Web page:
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How bifurcations affect functional connectivity in finite-size neural networks

Anna Cattani, Diego Fasoli, Stefano Panzeri

2015
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BMC Neuroscience
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Understanding how the functional connectivity of a neural network (i.e. the statistical dependencies among different neurons) depends upon its anatomical connectivity and how it is modulated by other network parameters is a central topic in neuroscience [1] . However, only few analytical investigations of functional connectivity in network models have been reported [2] . A difficulty for such analytical studies is that they require in principle characterizing the bifurcation points (i.e. the
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... ameter values at which the network undergoes a sudden change in dynamics) and how functional connectivity changes close to such points. Given that biological networks have a finite number of neurons, it is also important to develop such analytical studies without relying only on large network approximations that neglect finitesize effects. To overcome these difficulties, here we developed a new approach to investigate the dynamics of finite-size networks composed by interconnected inhibitory and excitatory neurons. We applied this approach to a network of neurons described by voltage-based differential equations, with an input to each neuron provided by a deterministic current superimposed to a weak normally distributed stochastic component. To understand the interplay between the deterministic dynamics of the network and the effects of random fluctuations in a finite-size network, we proceeded in two steps. First, we neglected the stochastic component of the input and we performed a complete numerical and analytical bifurcation analysis while varying the deterministic inputs and the strength of the connections. We did this using the MatCont continuation package [3] and the analytical expressions of the Jacobian matrix eigenvalues. We found that our finite-size network displayed standard bifurcations such as saddle-node and Hopf manifolds. Specifically, these manifolds describe the input currents values for which equilibria collide and annihilate to each other, and for which self-sustained oscillations arise, respectively. Moreover, strong inhibition gave rise to additional branch point bifurcations: for highly negative synaptic weights, the system exhibited special multiple solutions characterized by heterogeneous membrane potentials. These particular solutions represent new finite-size effects not captured by large network approximations. Second, we inserted stochastic components into the input and studied the behaviour of the network under the effect of noise. Specifically, we used a new first-order perturbative method where the perturbative parameter is the standard deviation of the noise in the input. This technique allowed the analytical calculation of the cross-correlation between firing rates, and of the Fisher information about the external input carried by the network. Our analytical solutions showed that the neurons become independent when the deterministic component of the input is strong, while they become correlated for smaller current values lying on the saddle-node manifold. The latter is due to a counter-intuitive finite-size effect [4] that can be fully captured by our formalism. Furthermore, in our network strong correlations led to large Fisher information values, thus enhancing the encoding precision of the network with respect to the input variables. This also shows that reducing correlations among neurons activity does not imply an enhancement of the information encoding, as suggested in some studies [5] .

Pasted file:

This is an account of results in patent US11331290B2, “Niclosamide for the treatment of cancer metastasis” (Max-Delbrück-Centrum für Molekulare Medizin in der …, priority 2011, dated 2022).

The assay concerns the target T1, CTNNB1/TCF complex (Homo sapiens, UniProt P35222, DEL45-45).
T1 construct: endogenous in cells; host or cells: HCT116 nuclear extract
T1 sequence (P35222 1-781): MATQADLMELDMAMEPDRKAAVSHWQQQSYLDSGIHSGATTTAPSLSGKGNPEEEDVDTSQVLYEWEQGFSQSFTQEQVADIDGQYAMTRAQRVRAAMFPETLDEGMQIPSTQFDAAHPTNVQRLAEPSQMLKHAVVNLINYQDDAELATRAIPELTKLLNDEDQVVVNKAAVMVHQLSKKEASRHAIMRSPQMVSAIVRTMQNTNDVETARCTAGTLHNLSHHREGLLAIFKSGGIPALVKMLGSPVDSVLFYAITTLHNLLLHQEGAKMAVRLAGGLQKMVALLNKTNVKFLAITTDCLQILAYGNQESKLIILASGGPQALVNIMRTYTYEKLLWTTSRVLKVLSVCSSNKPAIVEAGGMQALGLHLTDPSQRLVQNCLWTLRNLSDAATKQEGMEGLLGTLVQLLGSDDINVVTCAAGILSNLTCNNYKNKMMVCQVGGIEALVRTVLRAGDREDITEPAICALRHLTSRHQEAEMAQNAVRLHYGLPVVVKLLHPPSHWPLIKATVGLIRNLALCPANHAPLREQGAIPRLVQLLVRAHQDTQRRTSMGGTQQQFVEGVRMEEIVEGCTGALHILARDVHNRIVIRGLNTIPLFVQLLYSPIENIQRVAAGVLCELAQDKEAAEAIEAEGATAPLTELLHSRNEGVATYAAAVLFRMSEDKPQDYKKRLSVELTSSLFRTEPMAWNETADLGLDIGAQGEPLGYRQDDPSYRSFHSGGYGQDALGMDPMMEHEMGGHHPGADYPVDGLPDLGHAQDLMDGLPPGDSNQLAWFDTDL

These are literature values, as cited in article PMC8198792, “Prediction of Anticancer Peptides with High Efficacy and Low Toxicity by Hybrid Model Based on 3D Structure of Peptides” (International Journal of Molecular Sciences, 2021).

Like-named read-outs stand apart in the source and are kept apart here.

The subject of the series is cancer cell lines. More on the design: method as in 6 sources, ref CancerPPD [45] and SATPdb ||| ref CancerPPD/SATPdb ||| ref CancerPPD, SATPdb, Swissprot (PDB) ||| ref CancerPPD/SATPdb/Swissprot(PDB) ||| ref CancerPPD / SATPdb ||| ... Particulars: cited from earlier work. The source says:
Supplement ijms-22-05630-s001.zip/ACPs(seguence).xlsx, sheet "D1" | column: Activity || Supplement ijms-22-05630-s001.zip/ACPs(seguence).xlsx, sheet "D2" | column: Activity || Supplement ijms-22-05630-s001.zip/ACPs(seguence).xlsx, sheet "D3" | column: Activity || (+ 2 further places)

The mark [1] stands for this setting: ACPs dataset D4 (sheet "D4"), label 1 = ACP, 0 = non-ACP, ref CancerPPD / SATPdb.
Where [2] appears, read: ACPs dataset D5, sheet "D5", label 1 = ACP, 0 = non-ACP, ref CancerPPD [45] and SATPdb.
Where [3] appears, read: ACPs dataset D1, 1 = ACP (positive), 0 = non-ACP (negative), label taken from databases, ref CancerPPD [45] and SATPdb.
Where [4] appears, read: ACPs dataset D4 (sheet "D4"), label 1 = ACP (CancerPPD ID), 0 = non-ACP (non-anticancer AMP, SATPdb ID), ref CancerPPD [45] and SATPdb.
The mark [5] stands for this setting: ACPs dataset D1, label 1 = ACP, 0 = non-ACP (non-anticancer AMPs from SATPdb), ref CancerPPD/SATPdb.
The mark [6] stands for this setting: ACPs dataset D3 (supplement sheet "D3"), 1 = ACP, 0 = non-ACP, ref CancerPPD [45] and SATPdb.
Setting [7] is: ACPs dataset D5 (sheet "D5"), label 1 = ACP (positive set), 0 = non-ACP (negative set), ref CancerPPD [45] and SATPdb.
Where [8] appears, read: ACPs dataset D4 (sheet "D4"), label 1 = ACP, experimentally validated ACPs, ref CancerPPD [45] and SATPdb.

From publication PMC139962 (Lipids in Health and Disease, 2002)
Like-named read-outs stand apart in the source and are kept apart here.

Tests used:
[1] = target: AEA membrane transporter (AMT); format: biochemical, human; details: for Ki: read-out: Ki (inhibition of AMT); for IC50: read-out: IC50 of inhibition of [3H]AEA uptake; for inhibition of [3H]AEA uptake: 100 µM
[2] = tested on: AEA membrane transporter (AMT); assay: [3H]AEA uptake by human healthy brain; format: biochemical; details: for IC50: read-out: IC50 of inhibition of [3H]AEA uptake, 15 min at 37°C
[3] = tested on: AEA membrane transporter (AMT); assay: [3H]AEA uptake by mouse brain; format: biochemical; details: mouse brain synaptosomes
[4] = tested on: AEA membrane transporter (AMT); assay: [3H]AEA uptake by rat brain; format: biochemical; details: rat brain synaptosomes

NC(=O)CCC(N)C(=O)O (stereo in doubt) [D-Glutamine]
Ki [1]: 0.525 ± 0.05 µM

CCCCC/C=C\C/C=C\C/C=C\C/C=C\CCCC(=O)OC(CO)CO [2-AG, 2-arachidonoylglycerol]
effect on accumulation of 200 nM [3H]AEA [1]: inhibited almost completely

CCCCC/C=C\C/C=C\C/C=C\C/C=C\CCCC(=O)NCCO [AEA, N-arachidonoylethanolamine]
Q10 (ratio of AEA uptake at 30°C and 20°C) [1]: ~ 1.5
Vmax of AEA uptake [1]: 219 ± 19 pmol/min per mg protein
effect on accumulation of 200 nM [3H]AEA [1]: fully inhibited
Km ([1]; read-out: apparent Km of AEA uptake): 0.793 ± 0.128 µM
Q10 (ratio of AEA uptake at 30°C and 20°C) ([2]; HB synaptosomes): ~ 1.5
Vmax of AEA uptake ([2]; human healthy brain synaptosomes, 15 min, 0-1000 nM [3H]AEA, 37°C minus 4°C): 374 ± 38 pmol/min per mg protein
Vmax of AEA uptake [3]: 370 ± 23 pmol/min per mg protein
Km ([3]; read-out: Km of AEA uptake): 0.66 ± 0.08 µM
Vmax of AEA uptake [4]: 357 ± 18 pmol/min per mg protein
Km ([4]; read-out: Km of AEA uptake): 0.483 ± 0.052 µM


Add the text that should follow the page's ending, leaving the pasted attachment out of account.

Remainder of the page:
doi:10.1186/1471-2202-16-s1-p193
pmcid:PMC4699093
fatcat:yhbd7wbppjf77b3kkohq2mqtha